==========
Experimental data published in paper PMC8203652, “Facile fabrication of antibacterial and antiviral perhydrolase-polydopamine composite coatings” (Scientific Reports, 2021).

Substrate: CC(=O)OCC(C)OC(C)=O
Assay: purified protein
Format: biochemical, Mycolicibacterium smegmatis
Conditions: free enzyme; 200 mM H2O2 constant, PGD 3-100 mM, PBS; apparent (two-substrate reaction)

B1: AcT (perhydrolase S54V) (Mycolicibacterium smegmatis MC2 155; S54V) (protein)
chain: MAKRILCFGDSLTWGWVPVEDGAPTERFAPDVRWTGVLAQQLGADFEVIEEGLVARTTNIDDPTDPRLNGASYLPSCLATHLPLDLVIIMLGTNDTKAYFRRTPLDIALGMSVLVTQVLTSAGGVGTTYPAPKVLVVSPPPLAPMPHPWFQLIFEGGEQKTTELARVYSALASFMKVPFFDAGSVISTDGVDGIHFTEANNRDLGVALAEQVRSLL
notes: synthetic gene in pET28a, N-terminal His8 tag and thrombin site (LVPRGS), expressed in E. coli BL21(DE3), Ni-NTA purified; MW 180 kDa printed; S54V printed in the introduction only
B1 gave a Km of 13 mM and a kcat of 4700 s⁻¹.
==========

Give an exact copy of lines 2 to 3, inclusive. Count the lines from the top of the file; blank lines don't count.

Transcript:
Substrate: CC(=O)OCC(C)OC(C)=O
Assay: purified protein